Sam Mitchell, the rookie Raptors coach, is transforming the club, night by night, minute by minute, and man is this fun to watch.
With only one significant roster move, the installation of Rafer Alston at the point, the Raptors have been nonetheless transformed from soulless losers into something different. Just exactly what, well, that's anybody's guess.
But considering the rigours of an early-season Western trip, the Raptors' 4-3 record is spectacular.
They hustle. They rally in the face of 20-point deficits. They push the ball.
They leave Vince Carter and Jalen Rose on the bench if they're not playing well and keep Morris Peterson and Lamond Murray in. Now, if you measure skill with an imperial yardstick, like say, success, the Raptors aren't a very good basketball team.
LACKING IN SKILL
They lack physical presence in the low post. They don't defend very well. Rose and Carter are lower-case stars with upper-echelon contracts and well-entrenched reputations as statistically significant soft players.
But Mitchell's greatest obstacle isn't Carter or Rose. It's an ingrained acceptance not just of losing, but of the Raptors' unique brand of constant, unrelenting craziness.
The public is no longer amused. Thousands of empty seats a night at the Air Canada Centre have reiterated the club's fragile status in the minds of the city's consumers, Leafs or no Leafs.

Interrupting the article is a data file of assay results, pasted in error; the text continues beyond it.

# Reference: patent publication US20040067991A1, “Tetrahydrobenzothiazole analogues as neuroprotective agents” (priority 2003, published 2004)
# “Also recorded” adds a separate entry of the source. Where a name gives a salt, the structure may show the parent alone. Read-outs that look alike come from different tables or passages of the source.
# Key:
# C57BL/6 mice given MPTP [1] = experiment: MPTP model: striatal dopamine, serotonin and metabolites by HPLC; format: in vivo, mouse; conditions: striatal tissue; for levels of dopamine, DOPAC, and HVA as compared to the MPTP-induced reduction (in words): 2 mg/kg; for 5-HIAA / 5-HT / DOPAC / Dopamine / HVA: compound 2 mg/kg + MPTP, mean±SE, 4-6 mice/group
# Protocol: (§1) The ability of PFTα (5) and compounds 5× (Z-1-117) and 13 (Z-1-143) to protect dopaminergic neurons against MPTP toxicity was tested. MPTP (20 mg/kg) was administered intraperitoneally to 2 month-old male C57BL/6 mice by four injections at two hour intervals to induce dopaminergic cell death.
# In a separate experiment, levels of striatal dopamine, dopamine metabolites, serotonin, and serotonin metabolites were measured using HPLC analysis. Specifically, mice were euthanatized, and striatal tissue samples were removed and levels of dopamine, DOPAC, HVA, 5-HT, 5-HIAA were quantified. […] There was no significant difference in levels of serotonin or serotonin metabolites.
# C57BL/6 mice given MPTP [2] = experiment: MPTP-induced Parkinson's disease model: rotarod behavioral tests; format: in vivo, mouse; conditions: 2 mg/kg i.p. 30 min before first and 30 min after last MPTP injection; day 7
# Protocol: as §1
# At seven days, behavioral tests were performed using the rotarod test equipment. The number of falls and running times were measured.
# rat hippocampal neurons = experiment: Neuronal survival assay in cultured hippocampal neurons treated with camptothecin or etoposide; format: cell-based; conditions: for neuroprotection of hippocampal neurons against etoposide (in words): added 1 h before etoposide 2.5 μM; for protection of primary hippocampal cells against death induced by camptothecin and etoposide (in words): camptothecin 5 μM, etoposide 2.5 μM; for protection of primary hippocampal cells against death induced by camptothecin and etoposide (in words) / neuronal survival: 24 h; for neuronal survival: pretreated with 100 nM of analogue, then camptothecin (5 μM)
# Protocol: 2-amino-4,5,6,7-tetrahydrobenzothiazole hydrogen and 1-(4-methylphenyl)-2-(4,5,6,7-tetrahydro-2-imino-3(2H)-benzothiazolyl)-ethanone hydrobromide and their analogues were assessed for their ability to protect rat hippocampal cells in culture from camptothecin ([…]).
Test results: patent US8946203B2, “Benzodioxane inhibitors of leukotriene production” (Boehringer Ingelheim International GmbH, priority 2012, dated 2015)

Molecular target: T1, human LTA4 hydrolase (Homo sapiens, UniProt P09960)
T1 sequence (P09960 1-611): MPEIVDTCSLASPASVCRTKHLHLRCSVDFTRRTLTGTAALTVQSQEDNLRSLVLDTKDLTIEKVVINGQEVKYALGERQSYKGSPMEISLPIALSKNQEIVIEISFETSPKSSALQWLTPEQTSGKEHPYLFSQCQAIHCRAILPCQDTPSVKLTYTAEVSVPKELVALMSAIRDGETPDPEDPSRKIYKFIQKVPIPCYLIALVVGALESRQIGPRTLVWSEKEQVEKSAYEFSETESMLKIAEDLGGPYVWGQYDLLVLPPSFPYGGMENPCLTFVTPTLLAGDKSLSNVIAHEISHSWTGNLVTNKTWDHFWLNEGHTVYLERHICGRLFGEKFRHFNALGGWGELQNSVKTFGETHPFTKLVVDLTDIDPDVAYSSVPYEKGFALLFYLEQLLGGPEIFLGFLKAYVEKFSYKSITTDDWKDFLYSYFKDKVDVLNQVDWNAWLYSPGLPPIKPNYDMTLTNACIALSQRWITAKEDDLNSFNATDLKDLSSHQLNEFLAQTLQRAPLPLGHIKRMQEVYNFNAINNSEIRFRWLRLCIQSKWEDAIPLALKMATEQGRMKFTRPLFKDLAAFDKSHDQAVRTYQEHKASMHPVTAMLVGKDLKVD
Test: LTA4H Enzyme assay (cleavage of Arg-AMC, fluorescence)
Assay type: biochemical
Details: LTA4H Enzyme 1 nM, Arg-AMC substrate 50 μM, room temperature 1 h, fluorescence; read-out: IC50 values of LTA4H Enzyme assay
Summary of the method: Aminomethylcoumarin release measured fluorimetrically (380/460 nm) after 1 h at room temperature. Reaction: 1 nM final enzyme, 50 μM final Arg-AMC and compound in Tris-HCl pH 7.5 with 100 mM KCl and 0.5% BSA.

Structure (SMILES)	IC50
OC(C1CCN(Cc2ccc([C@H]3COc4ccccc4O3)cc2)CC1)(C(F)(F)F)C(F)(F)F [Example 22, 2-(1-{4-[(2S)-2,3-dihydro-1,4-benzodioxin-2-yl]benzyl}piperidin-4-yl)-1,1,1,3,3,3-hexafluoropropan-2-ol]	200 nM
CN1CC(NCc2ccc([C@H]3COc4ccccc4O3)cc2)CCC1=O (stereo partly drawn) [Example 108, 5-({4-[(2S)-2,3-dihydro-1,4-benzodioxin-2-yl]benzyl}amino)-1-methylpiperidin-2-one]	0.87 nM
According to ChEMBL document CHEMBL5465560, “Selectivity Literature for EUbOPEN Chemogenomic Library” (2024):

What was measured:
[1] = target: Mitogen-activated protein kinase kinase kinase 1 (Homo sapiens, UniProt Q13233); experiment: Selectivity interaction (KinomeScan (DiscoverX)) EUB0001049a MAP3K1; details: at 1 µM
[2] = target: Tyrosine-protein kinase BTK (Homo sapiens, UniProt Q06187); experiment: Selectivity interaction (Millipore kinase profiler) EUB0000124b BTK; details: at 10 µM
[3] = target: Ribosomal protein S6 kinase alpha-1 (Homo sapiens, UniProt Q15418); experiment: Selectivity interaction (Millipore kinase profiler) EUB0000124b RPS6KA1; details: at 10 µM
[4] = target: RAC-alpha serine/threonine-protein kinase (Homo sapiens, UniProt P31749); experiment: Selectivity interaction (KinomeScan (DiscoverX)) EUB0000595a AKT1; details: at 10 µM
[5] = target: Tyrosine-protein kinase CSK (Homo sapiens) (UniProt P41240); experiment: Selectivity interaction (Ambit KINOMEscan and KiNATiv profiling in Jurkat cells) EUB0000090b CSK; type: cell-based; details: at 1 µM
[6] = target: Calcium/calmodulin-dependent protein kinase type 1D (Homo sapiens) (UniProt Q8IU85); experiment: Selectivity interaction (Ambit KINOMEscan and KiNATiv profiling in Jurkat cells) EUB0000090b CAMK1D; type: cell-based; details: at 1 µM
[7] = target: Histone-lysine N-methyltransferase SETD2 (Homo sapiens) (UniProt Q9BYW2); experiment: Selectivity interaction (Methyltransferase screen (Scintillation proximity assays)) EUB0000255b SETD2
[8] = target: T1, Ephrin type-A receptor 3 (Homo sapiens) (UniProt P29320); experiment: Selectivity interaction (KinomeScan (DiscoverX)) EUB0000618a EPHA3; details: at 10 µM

With the Raptors and the rest of the NBA perhaps a year removed from their own labour impasse, the team has a narrow window to correct a franchise with one playoff series victory in 10 years of business.
Just seven games in, Mitchell often has been steamed at the work ethic of the team he inherited.
"If they do it their way, we're going to lose," Mitchell said the other night, "and if I don't do it my way, I'm going to get fired. But if I'm going to get fired, I'm going to get fired doing it my way."
Armed with a three-year contract and the unflinching support of general manager Rob Babcock, Mitchell has fixed his bayonet and headed straight for the windmills.
This is not easy work.
Randall Becker is president of Nexbridge Inc., a Toronto-based management consultant firm that helps take the teeth out of poisonous workplaces.
"It takes a long time to change culture, particularly a culture that has been in place a long time," he said. "If you're looking at fine-tuning, it could be accomplished in a year or two. But if you're looking at a wholesale culture change, like say, the Maple Leafs during the Ballard era, it can take 10 or 15 years to turn the organization around, to find the right people at the right places."
Hardball tactics, the ones Mitchell already has favoured, rarely take, Becker said.
"If someone doesn't perform well, do you punish them?" Becker said. "That certainly is often the tactic in the corporate world, but it does not help the organization in the long term and it doesn't advance the new culture you are trying to establish."
Imbuing some measure of pride in the Raptors uniform is like planting daisies in the desert. You can pull all the weeds you want. Sooner or later, you've got to plant something that takes.
This is the exquisite balancing act, being played out on the hardwood this winter by Sam Mitchell and the Raptors.
You don't even have to like basketball. All that's needed to watch the Raptors is a casual interest in human dynamics. Sam Mitchell is writing the book.